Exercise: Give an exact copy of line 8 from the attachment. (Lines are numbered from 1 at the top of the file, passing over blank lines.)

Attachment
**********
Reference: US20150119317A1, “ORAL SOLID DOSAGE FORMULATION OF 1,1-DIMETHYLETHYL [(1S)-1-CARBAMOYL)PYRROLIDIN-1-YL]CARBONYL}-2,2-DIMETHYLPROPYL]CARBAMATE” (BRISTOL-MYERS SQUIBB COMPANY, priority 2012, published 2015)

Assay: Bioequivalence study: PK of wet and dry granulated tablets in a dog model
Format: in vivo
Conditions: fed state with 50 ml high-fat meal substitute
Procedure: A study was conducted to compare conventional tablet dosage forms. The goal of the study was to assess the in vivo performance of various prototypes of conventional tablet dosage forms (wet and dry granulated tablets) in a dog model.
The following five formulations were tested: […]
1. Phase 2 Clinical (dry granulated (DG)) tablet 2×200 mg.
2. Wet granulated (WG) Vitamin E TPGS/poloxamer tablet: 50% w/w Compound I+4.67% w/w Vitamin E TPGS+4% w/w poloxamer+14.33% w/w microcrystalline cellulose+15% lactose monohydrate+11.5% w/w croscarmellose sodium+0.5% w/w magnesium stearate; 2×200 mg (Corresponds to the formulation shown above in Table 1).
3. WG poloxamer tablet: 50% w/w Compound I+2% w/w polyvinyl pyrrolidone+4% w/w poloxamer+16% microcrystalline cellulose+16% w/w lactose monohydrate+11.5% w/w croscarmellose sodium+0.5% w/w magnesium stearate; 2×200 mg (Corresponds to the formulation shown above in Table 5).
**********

2. Wet granulated (WG) Vitamin E TPGS/poloxamer tablet: 50% w/w Compound I+4.67% w/w Vitamin E TPGS+4% w/w poloxamer+14.33% w/w microcrystalline cellulose+15% lactose monohydrate+11.5% w/w croscarmellose sodium+0.5% w/w magnesium stearate; 2×200 mg (Corresponds to the formulation shown above in Table 1).